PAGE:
Crossing Paths, Lines, and Eras in "Caleb's Crossing"
"Crossing," I thought. "What did Geraldine Brooks mean with her title? That's a loaded word." For the first third of the novel, though, the only thing "Caleb's" was crossing was ... me.
In Caleb's Crossing, the author establishes her protagonist, Bethia, in place and time, a 17th-century Puritan girl, living as one of the first white settlers on Martha's Vineyard, living alongside the Wampanoag tribe.
Brooks worked hard to impart a sense of place and experience. You can sense the island's stark beauty; the backbreaking work it took to survive; the unease between two cultures and the isolation that led a young girl to go crossing (uh-huh) tribal and societal lines and secretly befriend a Wampanoag boy.
But I had to work hard to feel a part of this world, because of Brooks' language choices. Bethia's interior monologue felt very modern in its spare self-awareness, so the use of archaic vocabulary would jar me out of the narrative; other times, a modern description would do the same ("Sensual mouth?" Would a hellfire-fearing Puritan girl even know what that meant?). The only times I felt really connected to Bethia's blazing intellect and steely personality were when she clashed with her brother Makepeace, who resented the education she so yearned for.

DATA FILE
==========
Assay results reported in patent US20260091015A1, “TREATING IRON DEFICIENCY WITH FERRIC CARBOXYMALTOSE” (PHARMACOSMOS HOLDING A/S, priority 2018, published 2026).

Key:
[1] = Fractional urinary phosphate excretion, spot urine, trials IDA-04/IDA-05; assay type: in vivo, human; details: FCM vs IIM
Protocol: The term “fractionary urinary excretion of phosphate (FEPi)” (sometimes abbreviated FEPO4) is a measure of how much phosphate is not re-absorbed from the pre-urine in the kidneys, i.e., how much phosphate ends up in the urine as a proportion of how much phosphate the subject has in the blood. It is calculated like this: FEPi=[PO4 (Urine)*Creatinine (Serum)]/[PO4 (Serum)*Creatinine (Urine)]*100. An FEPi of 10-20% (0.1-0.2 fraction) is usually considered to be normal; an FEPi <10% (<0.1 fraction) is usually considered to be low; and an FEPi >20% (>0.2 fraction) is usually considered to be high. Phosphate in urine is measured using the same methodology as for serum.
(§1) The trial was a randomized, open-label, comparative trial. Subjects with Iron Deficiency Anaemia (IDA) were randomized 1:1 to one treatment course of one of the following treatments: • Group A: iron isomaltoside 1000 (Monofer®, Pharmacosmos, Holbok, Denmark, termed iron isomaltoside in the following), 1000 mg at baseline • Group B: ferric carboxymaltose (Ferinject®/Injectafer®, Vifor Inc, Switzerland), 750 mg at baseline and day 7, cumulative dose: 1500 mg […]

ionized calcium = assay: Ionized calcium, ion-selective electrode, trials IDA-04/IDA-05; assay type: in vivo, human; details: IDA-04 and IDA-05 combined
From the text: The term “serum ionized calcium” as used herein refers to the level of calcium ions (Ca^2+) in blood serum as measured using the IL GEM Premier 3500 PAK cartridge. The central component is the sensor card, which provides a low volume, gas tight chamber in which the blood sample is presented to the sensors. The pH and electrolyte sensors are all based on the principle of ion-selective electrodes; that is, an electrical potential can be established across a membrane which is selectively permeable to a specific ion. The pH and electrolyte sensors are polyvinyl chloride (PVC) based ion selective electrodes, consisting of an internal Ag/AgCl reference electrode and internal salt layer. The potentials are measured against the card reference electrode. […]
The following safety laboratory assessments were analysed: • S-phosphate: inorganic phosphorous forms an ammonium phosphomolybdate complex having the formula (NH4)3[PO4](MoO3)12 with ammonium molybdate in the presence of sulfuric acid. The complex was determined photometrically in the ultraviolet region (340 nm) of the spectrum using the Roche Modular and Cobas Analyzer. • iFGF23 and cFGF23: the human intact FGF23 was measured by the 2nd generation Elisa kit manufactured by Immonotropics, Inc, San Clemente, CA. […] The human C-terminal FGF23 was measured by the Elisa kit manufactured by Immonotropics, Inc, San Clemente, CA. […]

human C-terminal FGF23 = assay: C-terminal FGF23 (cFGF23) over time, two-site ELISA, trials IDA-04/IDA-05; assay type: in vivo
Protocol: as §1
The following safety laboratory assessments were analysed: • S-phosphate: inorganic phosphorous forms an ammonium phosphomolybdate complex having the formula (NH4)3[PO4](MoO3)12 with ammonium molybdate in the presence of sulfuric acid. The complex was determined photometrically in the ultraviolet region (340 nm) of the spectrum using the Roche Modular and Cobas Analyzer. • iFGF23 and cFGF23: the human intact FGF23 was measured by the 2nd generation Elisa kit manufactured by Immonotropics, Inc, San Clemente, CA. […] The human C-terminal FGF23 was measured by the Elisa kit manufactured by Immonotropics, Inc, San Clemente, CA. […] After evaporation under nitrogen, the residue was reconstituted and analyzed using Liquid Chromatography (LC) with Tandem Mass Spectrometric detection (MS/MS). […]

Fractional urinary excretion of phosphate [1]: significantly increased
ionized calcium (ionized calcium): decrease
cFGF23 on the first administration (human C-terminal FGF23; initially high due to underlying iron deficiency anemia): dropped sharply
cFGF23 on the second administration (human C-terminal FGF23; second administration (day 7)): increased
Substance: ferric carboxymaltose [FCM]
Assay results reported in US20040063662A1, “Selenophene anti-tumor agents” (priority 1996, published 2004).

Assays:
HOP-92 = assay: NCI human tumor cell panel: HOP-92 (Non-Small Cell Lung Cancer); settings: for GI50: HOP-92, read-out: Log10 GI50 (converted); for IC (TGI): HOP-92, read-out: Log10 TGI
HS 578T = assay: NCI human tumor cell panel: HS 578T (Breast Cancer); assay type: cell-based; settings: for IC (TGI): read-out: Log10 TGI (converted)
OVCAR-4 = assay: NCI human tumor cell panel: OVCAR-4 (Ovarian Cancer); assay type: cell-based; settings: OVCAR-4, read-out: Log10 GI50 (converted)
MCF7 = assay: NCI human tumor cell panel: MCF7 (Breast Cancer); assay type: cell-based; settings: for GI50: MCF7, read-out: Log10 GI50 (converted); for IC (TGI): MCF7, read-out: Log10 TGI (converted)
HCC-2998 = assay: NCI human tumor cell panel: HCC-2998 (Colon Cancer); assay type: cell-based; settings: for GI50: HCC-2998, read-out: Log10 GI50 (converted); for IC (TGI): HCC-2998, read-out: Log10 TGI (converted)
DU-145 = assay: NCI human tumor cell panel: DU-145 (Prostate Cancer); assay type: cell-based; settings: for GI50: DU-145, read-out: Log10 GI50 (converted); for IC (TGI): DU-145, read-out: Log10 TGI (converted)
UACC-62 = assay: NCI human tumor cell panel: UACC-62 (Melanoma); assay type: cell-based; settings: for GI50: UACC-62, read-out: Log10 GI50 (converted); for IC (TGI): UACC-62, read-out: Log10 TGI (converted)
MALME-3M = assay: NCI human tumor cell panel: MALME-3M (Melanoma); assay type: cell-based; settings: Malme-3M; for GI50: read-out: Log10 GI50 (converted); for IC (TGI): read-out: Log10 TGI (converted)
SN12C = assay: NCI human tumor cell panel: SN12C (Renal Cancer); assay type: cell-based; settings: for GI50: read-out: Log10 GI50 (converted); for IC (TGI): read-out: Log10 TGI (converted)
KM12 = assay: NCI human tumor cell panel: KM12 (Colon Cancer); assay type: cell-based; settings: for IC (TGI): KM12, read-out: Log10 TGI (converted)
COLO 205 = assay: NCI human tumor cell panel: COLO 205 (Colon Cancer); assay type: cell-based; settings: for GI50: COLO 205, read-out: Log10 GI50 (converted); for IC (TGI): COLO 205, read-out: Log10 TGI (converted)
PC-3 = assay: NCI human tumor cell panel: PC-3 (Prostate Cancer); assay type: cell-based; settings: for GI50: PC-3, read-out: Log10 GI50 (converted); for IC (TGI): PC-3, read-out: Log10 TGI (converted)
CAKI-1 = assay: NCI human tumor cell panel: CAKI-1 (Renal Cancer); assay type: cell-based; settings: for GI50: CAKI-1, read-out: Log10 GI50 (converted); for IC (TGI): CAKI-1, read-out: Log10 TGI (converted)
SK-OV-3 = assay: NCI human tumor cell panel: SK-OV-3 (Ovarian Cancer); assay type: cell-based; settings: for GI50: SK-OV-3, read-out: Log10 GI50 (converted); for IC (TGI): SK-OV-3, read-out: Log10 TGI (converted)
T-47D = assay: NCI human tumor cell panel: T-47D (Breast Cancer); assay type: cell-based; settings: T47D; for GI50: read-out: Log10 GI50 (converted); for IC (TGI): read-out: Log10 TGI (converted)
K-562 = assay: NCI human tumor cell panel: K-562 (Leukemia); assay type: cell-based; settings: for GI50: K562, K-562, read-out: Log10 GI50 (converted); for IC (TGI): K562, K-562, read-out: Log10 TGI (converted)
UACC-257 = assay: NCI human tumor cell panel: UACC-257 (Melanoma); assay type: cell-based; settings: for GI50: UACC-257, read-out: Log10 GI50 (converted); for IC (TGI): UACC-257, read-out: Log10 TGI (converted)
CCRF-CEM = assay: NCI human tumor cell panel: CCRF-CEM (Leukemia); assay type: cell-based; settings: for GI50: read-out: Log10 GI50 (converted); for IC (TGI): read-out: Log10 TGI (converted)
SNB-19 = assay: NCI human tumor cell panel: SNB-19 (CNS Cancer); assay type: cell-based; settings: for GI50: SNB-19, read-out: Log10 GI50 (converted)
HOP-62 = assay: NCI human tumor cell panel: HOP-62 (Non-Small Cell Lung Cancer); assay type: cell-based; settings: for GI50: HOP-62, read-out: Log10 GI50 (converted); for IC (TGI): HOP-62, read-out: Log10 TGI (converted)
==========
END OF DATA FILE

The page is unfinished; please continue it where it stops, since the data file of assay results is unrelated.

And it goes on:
Eventually, the plot kicks in, and the book really begins about a third of the way in.
Caleb leaves for the mainland to get a Western education -- his character is based on the first Native American to graduate from Harvard in 1665. Forced by circumstance to cross the same water and live in the same town, Bethia dwells in a much different space. Her frustration and determination bubble hot when she faces loss, a changed social position, and the realization that the only choice that is hers to make is whom to marry.
The contrast between Bethia's fire and Caleb's remoteness spurs the former friends to cross each other at times, as they react to repression differently.
The most interesting use of "crossing" in this book is religious. Bethia views her tribulations as her duty to God. But Caleb sees his conversion as an expedient: "I will go now to this Latin school, and the college after, and if your God prospers me there, I will be of use to my people and they will live." Though his faith is false, Caleb has the true cross to bear.
Bethia's reactions to circumstance turn out to be guided not by her faith but by a compulsion to learn and to express that forces her to cross lines. She is a person outside her time, a voice and a yearning so modern they are -- if anachronistic -- definitely relatable.
Caleb's choices are harder to feel. He remained an enigma to me, as much so as the historical Caleb. Brooks is ultimately vague about whether Caleb's sacrifice was worth the cost -- which is intriguing as a comment on Christianity, but frustrating to me as a reader; Caleb's character seemed to fade out at the end.
But though Bethia's path was the more engrossing, what stayed with me after I finished the book was Caleb's story, balanced upon a point in time in which two histories of the American continent crossed.